Part of the problem I am having is that I like to do work locally from time to time.  The laptop is small and light, and therefore easy to take with me anywhere.  I often find myself in locations without any wireless connection, and therefore, no access to AWS, my current choice of server provider.

Another complaint that I have is the set up time required to get AWS instances running.  I normally keep one micro tier instance of EC2 running at all times, in case I need to offload a small programming task to a server.  However, the micro instance, while free, can’t handle some of the larger jobs that I want to run.  This means that I need to fire up a larger EC2 instance, load all the data up, make sure I have all of the proper libraries installed, and then run the job.  Finally, after the job has run, I need to get the results, and kill the instance.  If I had a larger budget, I could afford to leave a larger instance running 24/7 (or just buy my own server), but the larger instances aren’t free, so in order to keep things cheap, I need to go through these hoops.

I am probably going to be spending some time exploring ways to make the remote server process a little less painless.  I am fairly certain that what I am doing is less than optimal.  Things like imaging my micro instance and transferring that image to a larger instance can make things a little less painful (at least when it comes to installing libraries and utilities), and hopefully I can dig up some other shortcuts and best practices for the other issues I have run into.  This should make some good fodder for my next few blog posts.  Stay tuned.

[1] It’s more like 2 GB of disk space, as ChromeOS relies on zRAM to supplement RAM, and it will automatically start deleting data if you get below 2 GB (From what I can tell, ChromeOS only deletes recoverable data like Google account information).  For the most part, all of the data is being used by Chrome OS and Ubuntu as well as the various utilities and tools that I have installed on Ubuntu (as far as I can tell), so clearing up space isn’t going to be easy.  I will probably start using a SD card to add some extra storage though.

So I got around to doing an actual cython performance comparison.  As was expected, converting python code to cython results in fairly substantial performance gains.  I’ve posted the code on github, and will show the results here.  I simply took the primes example in the cython tutorial, and created a python version, and modified the cython version a little bit.  The python version is below:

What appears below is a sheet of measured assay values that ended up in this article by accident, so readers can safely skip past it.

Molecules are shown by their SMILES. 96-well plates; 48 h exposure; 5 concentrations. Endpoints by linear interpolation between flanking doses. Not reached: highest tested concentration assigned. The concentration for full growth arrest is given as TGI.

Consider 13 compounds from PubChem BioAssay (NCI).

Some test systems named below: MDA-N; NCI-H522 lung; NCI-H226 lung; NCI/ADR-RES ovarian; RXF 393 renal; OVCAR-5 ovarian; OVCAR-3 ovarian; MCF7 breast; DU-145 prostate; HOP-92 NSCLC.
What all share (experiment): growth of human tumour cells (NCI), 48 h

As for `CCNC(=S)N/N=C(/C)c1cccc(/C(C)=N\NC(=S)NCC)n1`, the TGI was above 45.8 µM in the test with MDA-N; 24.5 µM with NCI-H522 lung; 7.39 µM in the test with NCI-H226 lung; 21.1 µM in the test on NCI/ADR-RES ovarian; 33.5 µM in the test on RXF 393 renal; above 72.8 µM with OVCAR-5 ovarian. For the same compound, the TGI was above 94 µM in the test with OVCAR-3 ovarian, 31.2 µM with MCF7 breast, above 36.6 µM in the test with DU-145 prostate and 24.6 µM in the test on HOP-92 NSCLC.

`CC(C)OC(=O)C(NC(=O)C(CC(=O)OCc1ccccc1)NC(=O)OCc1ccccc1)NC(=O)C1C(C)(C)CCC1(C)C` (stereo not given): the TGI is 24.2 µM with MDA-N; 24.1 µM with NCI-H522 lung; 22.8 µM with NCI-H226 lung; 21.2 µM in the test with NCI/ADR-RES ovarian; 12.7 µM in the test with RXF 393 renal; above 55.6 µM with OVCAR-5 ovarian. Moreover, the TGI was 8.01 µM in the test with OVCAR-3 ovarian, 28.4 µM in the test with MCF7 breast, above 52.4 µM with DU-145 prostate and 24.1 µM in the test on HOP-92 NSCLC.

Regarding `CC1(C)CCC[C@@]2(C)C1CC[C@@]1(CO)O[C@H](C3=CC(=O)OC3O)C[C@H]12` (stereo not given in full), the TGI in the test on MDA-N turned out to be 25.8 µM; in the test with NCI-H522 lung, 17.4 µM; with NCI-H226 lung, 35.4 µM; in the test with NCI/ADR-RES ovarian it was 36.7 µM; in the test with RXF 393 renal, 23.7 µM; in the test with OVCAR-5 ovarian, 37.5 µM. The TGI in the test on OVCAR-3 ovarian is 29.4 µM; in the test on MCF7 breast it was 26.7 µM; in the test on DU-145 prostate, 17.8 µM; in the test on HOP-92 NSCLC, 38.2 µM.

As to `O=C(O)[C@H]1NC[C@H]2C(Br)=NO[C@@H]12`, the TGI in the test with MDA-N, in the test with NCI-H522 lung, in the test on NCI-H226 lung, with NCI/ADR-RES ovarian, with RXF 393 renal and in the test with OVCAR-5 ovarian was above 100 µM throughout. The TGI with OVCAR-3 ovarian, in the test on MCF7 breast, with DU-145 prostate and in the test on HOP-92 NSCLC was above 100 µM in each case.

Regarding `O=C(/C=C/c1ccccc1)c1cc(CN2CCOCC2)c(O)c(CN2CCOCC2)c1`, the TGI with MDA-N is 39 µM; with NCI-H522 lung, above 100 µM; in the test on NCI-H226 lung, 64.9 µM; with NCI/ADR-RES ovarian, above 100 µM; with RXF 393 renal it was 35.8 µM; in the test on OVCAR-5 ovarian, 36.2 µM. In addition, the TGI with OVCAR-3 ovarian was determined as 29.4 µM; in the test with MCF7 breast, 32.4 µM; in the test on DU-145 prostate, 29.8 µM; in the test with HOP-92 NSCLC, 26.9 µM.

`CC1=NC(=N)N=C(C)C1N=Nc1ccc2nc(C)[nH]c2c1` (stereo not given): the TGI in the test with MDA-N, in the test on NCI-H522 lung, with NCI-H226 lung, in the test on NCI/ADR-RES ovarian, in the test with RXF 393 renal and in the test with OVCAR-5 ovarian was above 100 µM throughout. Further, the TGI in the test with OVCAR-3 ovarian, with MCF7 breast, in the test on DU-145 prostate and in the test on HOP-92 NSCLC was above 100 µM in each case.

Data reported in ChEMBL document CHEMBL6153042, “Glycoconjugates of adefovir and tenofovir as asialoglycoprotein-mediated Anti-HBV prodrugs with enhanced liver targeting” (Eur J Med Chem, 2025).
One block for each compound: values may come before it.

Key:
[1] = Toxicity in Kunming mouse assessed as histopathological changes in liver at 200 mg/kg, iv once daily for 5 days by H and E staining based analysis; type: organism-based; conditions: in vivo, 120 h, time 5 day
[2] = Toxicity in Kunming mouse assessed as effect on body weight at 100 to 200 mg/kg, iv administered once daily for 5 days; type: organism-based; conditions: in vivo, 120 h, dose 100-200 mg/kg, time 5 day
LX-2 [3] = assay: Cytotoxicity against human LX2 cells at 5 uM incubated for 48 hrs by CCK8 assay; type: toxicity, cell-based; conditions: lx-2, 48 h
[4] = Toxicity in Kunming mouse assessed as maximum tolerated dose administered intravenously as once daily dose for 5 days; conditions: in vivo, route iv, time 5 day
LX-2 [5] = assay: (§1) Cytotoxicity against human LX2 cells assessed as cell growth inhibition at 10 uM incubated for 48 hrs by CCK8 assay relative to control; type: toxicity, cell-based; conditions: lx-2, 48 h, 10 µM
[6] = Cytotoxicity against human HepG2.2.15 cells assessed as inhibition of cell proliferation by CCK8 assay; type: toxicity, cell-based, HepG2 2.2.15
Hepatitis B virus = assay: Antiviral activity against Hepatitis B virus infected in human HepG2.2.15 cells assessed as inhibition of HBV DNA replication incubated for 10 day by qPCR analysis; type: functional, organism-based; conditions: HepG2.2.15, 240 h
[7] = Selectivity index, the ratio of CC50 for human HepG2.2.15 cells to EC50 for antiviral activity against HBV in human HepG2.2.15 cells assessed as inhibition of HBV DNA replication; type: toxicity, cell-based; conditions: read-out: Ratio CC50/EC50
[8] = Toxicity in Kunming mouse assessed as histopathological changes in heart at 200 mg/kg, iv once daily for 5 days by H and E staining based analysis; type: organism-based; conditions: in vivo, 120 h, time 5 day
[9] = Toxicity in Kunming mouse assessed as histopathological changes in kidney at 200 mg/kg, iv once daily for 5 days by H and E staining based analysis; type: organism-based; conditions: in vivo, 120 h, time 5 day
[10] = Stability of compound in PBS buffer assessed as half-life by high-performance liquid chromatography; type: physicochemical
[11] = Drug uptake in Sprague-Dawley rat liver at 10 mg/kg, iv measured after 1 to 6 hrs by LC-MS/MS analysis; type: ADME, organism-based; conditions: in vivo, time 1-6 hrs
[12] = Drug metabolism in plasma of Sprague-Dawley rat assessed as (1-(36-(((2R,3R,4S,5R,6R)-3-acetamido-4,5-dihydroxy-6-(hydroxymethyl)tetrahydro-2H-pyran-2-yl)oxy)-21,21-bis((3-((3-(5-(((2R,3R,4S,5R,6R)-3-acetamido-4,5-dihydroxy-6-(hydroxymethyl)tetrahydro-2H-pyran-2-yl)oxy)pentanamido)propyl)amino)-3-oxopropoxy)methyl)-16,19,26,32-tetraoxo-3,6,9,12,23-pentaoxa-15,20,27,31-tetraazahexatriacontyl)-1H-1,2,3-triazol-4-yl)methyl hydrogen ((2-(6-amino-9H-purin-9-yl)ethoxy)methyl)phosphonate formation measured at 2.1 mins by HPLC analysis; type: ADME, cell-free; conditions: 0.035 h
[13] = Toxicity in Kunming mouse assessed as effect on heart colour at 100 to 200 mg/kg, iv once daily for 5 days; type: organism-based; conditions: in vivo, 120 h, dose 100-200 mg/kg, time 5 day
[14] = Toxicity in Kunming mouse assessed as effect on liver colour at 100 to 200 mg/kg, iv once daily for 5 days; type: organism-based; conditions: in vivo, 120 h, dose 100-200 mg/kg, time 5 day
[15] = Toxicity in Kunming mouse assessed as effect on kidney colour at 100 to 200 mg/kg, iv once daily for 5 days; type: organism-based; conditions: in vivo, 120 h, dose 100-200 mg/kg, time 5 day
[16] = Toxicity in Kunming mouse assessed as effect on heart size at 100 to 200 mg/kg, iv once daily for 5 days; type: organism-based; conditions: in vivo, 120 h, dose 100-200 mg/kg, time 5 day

def primes(kmax):
    p = [0] * kmax
    result = []
    k = 0
    n = 2
    while k < kmax:
        i = 0
        while i < k and n % p[i] != 0:
            i = i + 1
        if i == k:
            p[k] = n
            k = k + 1
        n = n + 1

    return result

For the cython version, I modified the original static array in the code to a dynamic array using malloc. This allowed me to pass in the desired length of the primes return, without having to use an upper bound exception, as is done in the original cython tutorial. This was a little frustrating, as I was not familiar with malloc, and it is a good example of why python is such a wonderful language to use (assuming you don’t have performance issues). The cython code is below:

from libc.stdlib cimport malloc, free

def primes(int kmax):
    cdef int n, k, i
    cdef int *p = <int *>malloc(kmax * sizeof(int))
    result = []
    k = 0
    n = 2
    while k < kmax:
        i = 0
        while i < k and n % p[i] != 0:
            i = i + 1
        if i == k:
            p[k] = n
            k = k + 1
        n = n + 1

    return result

As you can see, there is still some python code in the cython function. One of the limitations with cython, is that if I want to run the cython function from a python script, I need to return the results as a python object. Of course, I could just run everything in cython!

I created a script to time and plot the performance of the two functions over a number of input values. Here is the result: